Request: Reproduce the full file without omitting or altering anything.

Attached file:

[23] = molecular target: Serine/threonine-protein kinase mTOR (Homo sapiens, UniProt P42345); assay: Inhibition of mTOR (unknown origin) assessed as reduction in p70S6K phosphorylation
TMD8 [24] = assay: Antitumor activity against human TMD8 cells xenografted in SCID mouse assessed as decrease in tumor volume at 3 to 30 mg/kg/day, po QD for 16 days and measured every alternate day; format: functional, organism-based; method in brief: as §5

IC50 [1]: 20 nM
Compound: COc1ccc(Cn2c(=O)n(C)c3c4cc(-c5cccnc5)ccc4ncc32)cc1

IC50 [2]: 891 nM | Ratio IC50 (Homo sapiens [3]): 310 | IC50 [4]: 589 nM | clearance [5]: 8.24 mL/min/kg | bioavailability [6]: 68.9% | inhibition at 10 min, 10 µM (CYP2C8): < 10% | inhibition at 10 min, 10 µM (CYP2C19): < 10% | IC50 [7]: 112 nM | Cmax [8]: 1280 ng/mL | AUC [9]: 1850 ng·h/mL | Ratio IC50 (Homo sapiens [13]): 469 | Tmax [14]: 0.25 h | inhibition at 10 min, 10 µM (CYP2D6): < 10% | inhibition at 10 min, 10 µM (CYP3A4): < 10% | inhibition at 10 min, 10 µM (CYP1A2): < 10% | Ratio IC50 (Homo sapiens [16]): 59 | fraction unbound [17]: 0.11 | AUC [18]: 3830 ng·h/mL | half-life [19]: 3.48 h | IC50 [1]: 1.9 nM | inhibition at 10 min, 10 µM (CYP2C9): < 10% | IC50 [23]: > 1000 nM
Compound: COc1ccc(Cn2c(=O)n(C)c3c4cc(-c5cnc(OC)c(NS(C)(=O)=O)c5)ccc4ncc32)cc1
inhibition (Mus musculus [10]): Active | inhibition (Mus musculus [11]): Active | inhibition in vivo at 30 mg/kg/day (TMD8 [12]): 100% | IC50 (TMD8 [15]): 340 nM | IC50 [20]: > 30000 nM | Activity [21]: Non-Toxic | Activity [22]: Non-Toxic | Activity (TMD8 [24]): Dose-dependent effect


[23] = molecular target: Serine/threonine-protein kinase mTOR (Homo sapiens, UniProt P42345); assay: Inhibition of mTOR (unknown origin) assessed as reduction in p70S6K phosphorylation
TMD8 [24] = assay: Antitumor activity against human TMD8 cells xenografted in SCID mouse assessed as decrease in tumor volume at 3 to 30 mg/kg/day, po QD for 16 days and measured every alternate day; format: functional, organism-based; method in brief: as §5

IC50 [1]: 20 nM
Compound: COc1ccc(Cn2c(=O)n(C)c3c4cc(-c5cccnc5)ccc4ncc32)cc1

IC50 [2]: 891 nM | Ratio IC50 (Homo sapiens [3]): 310 | IC50 [4]: 589 nM | clearance [5]: 8.24 mL/min/kg | bioavailability [6]: 68.9% | inhibition at 10 min, 10 µM (CYP2C8): < 10% | inhibition at 10 min, 10 µM (CYP2C19): < 10% | IC50 [7]: 112 nM | Cmax [8]: 1280 ng/mL | AUC [9]: 1850 ng·h/mL | Ratio IC50 (Homo sapiens [13]): 469 | Tmax [14]: 0.25 h | inhibition at 10 min, 10 µM (CYP2D6): < 10% | inhibition at 10 min, 10 µM (CYP3A4): < 10% | inhibition at 10 min, 10 µM (CYP1A2): < 10% | Ratio IC50 (Homo sapiens [16]): 59 | fraction unbound [17]: 0.11 | AUC [18]: 3830 ng·h/mL | half-life [19]: 3.48 h | IC50 [1]: 1.9 nM | inhibition at 10 min, 10 µM (CYP2C9): < 10% | IC50 [23]: > 1000 nM
Compound: COc1ccc(Cn2c(=O)n(C)c3c4cc(-c5cnc(OC)c(NS(C)(=O)=O)c5)ccc4ncc32)cc1
inhibition (Mus musculus [10]): Active | inhibition (Mus musculus [11]): Active | inhibition in vivo at 30 mg/kg/day (TMD8 [12]): 100% | IC50 (TMD8 [15]): 340 nM | IC50 [20]: > 30000 nM | Activity [21]: Non-Toxic | Activity [22]: Non-Toxic | Activity (TMD8 [24]): Dose-dependent effect